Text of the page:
CLIFF CREGO | Above Hidden Lake, East Eagle Valley , South Wallowas

ABOVE HIDDEN LAKE, East Eagle Valley, South Wallowas (VII.4.2008) [ click photo for next . . . ]

Notice the healthy 4th of July snowpack! In an area
that receives almost no rain from June through September,
that snow is 'money in the bank.' All life in these mountains,
from trees to nutctrackers—as do ranchers
further down stream—depends on it.

REGARDING the set of Dickinson compositions I've
brought together below: I very strongly feel that one cannot
understand the rhythms of Dickinson—all the breaks & —'s , etc—
without knowing the rhythms of the Lutheran hymn in common 4/4
time. To my ear, that simple, stable, square-like rhythm, a
measure in which the length of phrase and meaning is identical
with the length of a single communal breath, was not only her
'heart's house,' as they say in German; it was also metaphysically
the very embodiment of all she struggled against, all she
heroically through verse worked to liberate herself from. I
always imagine her composing at her second story bedroom window,
already well into middle age, on Sundays, in her impeccably
white dress—she never left her parent's house—listening to
the Congregation sing just down the road. This was the very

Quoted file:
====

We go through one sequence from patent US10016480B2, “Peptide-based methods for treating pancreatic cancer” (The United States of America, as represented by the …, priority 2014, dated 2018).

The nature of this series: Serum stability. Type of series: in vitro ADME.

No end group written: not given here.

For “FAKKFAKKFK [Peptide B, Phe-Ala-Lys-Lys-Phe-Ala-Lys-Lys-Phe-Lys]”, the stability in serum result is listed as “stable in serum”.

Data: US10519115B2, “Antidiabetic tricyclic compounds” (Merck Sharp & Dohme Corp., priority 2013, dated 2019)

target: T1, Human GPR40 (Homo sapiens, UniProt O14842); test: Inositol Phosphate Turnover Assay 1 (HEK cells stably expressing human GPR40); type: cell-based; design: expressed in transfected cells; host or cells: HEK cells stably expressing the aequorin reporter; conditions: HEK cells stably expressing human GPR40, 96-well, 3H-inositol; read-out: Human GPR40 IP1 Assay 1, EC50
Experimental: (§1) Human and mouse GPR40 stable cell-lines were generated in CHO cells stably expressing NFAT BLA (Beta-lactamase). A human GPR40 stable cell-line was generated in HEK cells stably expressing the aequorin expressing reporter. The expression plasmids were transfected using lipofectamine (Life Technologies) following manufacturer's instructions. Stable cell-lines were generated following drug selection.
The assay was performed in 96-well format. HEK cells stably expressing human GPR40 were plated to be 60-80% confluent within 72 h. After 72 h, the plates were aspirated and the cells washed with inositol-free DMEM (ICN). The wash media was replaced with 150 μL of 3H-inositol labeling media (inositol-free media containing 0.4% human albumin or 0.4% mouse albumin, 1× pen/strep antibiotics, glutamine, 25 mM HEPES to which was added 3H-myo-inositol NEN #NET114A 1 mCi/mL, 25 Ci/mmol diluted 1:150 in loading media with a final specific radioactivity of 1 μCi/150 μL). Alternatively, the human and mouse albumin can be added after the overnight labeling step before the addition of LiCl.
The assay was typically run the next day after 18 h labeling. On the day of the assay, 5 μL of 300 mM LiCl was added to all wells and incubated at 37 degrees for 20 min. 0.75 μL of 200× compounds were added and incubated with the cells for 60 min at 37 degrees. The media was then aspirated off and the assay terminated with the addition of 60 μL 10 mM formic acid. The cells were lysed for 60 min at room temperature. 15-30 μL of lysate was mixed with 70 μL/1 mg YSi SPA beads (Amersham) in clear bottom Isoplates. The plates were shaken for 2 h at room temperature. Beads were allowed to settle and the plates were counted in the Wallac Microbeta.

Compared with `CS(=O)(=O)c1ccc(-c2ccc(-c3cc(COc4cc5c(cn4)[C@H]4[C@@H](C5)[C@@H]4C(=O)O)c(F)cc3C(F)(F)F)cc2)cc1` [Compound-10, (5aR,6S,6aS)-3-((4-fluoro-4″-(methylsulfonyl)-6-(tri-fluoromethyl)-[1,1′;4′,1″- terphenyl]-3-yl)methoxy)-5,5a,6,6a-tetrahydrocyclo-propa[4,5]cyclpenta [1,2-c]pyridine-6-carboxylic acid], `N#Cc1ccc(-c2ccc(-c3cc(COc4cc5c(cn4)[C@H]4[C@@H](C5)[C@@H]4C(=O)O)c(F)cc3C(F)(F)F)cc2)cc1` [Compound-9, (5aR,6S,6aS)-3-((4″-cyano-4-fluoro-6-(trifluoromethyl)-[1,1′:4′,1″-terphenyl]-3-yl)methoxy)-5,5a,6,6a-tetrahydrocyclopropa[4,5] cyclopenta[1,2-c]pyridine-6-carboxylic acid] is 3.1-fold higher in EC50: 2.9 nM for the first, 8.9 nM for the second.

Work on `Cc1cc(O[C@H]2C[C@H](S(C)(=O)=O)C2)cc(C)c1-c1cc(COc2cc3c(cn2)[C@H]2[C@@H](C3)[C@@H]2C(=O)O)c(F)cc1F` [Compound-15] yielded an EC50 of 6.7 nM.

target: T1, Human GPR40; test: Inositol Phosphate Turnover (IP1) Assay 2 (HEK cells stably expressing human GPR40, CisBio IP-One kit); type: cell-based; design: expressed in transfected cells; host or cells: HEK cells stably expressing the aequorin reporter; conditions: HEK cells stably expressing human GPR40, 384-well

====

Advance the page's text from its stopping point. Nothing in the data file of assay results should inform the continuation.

same Congregation that the equally heroic and revolutionary
Transcendentalists, Emerson, Alcott & Thoreau, where radically
deconstructing. Imagine the sound of that singing, the sound
of these extraordinarily beautiful Lutheran hymns, the same
hymns that are the root of all that Bach wrote, but now sung
in the most mean-spirited, bigoted, utterly depraved, Puritan
of ways. What a fight it must have been!

I many times thought Peace had come
When Peace was far away—
As Wrecked Men—deem they sight the Land—
At Centre of the Sea—

And struggle slacker—but to prove
As hopelessly as I—
How many the fictitious Shores—
Before the Harbor be—

For background in the great Bach Cantata literature,
try starting here:

BACH BWV 125, Mit Fried und Freud ich fahr dahin, w/
Collegium Vocale Gent Chorale cantata
(1725), text Martin Luther

On the road in the American Northwest.

12 Emily Dickinson Poems
I love & know by heart . . .
| download mp3 12 x Emily Dickinson |

The avian soloist featured at the beginning of
this recording is a consort of Clark's Nutcrackers,
close associates of the Whitebark Pines,
counter-singing at 2600 m., South Wallowas

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All Photographs & texts by Cliff Crego © 2011
(created: VII.25.2009)